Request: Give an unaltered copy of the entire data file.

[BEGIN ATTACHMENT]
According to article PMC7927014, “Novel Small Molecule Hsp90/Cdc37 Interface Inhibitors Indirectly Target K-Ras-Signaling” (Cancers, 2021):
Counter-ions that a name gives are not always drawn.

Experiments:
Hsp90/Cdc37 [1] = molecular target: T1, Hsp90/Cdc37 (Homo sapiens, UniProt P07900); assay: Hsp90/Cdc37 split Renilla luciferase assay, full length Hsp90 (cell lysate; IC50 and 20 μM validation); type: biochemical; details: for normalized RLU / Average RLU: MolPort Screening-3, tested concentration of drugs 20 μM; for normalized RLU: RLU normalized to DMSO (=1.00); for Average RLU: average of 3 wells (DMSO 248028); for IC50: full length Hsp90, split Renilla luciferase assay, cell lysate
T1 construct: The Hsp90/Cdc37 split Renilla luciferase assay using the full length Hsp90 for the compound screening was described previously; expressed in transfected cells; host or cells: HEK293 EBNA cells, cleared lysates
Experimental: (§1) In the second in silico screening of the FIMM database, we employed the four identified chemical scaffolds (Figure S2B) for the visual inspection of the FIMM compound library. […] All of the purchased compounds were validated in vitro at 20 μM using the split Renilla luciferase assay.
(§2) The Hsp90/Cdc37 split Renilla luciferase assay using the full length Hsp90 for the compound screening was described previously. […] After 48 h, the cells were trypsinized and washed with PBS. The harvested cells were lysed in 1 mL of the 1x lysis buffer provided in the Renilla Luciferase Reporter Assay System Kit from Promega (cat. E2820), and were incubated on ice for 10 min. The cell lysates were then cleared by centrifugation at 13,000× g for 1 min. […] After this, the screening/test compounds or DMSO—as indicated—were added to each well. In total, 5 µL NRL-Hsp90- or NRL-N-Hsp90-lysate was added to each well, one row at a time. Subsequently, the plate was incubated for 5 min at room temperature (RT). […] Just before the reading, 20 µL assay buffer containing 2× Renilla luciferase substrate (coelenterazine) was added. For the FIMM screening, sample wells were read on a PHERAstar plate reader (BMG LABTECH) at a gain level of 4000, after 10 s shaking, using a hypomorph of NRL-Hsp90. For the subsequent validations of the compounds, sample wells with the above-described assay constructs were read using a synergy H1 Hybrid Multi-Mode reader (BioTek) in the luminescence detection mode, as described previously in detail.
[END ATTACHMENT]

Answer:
According to article PMC7927014, “Novel Small Molecule Hsp90/Cdc37 Interface Inhibitors Indirectly Target K-Ras-Signaling” (Cancers, 2021):
Counter-ions that a name gives are not always drawn.

Experiments:
Hsp90/Cdc37 [1] = molecular target: T1, Hsp90/Cdc37 (Homo sapiens, UniProt P07900); assay: Hsp90/Cdc37 split Renilla luciferase assay, full length Hsp90 (cell lysate; IC50 and 20 μM validation); type: biochemical; details: for normalized RLU / Average RLU: MolPort Screening-3, tested concentration of drugs 20 μM; for normalized RLU: RLU normalized to DMSO (=1.00); for Average RLU: average of 3 wells (DMSO 248028); for IC50: full length Hsp90, split Renilla luciferase assay, cell lysate
T1 construct: The Hsp90/Cdc37 split Renilla luciferase assay using the full length Hsp90 for the compound screening was described previously; expressed in transfected cells; host or cells: HEK293 EBNA cells, cleared lysates
Experimental: (§1) In the second in silico screening of the FIMM database, we employed the four identified chemical scaffolds (Figure S2B) for the visual inspection of the FIMM compound library. […] All of the purchased compounds were validated in vitro at 20 μM using the split Renilla luciferase assay.
(§2) The Hsp90/Cdc37 split Renilla luciferase assay using the full length Hsp90 for the compound screening was described previously. […] After 48 h, the cells were trypsinized and washed with PBS. The harvested cells were lysed in 1 mL of the 1x lysis buffer provided in the Renilla Luciferase Reporter Assay System Kit from Promega (cat. E2820), and were incubated on ice for 10 min. The cell lysates were then cleared by centrifugation at 13,000× g for 1 min. […] After this, the screening/test compounds or DMSO—as indicated—were added to each well. In total, 5 µL NRL-Hsp90- or NRL-N-Hsp90-lysate was added to each well, one row at a time. Subsequently, the plate was incubated for 5 min at room temperature (RT). […] Just before the reading, 20 µL assay buffer containing 2× Renilla luciferase substrate (coelenterazine) was added. For the FIMM screening, sample wells were read on a PHERAstar plate reader (BMG LABTECH) at a gain level of 4000, after 10 s shaking, using a hypomorph of NRL-Hsp90. For the subsequent validations of the compounds, sample wells with the above-described assay constructs were read using a synergy H1 Hybrid Multi-Mode reader (BioTek) in the luminescence detection mode, as described previously in detail.